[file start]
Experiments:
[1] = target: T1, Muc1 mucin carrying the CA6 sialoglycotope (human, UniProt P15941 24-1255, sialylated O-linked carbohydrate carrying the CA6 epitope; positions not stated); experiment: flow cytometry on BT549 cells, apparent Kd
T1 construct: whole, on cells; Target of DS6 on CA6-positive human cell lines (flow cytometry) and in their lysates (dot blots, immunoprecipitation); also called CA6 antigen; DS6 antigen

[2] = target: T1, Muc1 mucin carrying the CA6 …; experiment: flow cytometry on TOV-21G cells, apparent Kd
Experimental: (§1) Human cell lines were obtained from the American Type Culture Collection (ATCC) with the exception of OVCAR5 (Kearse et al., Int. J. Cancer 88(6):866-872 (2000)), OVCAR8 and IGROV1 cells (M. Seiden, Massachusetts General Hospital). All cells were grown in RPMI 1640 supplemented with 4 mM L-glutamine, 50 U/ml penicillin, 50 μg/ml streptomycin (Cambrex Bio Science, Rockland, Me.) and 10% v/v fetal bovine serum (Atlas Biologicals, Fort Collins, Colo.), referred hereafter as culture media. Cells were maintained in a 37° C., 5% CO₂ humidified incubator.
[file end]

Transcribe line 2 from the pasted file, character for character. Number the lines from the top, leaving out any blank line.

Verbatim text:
[1] = target: T1, Muc1 mucin carrying the CA6 sialoglycotope (human, UniProt P15941 24-1255, sialylated O-linked carbohydrate carrying the CA6 epitope; positions not stated); experiment: flow cytometry on BT549 cells, apparent Kd